What to Consider Before Your Next Medical Coding Audit

May 19, 2021

From coding audit type to budget, here’s what to consider before your next medical coding review

A medical coding audit is a process that includes internal or external reviews of medical coding and billing accuracy, procedures or policies in place, and any other component that affects the medical record documentation. Medical coding audits are a preventative measure to catch potential compliance errors that could result in liabilities or investigations. These compliance related issues can also impact your bottom line, your organization’s reputation, and most importantly, the level of care you deliver to your patients.

Retrospective or Prebill Coding Audit & Sample Methodology

Coding audits can be retrospective, a review of the submitted claims, or prospective, an analysis of coding prior to billing. Prebill audits can also impact other areas like quality measures and compliance scores as errors are corrected prior to final billing. On the other hand, these audits can raise your unbilled as more time is needed to review and finalize records. Retrospective reviews can allow you to focus on specific DRG’s, codes or procedures over a longer time frame to get an accurate picture if there is a potential area of concern. Both types of reviews have their advantages and HIA can help customize a plan to fit your organization’s compliance needs.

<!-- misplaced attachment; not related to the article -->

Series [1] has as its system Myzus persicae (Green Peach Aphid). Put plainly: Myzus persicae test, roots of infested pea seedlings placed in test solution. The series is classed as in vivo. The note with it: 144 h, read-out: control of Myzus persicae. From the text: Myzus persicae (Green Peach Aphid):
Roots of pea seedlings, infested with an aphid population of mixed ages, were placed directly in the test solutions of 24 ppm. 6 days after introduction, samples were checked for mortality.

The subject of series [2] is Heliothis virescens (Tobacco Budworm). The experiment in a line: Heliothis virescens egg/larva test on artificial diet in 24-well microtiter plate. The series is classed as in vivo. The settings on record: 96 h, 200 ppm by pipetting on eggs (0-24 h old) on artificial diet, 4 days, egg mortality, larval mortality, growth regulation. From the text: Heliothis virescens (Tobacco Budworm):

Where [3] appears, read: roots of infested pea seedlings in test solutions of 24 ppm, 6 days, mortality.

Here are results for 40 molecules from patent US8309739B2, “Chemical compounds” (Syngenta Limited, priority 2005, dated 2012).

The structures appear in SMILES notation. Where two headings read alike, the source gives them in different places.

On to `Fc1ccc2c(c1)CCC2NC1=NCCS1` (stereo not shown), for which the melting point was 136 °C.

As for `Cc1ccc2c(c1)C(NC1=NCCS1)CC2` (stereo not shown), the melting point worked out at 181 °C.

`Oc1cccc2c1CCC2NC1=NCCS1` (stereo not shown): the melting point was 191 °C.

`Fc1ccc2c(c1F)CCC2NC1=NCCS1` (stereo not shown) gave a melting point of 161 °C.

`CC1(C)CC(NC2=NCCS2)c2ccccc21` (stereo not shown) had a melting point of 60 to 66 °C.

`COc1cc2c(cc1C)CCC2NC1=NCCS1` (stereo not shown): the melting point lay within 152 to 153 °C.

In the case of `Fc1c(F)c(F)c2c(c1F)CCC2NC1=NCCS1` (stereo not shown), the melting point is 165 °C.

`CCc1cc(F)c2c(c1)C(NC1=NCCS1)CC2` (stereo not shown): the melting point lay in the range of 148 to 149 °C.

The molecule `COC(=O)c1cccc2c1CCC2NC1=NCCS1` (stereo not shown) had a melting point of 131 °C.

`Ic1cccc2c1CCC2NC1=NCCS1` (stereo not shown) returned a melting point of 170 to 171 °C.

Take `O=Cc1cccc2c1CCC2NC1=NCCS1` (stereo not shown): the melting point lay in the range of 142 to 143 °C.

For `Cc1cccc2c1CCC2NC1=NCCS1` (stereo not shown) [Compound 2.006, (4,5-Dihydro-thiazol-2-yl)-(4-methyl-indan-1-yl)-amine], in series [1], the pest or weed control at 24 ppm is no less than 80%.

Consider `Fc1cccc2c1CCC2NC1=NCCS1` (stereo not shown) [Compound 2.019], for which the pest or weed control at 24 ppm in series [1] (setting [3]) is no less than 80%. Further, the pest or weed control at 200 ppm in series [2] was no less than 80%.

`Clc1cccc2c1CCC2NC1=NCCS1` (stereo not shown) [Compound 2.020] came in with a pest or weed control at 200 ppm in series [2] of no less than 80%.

Once you have selected the type of audit, the next step is to determine sample selection methodology. Some organizations decide to select a random sampling of all their records from a specified period of time, while others will pull a random sampling from a targeted list: i.e., a new coder prebill review. We recommend clients perform a variety of coding audit methodologies in order to gain a better understanding of any compliance related issues. If you are using an external audit company to perform the reviews, they will usually select the records for you based on the parameters you set in place for the audit or through random sampling.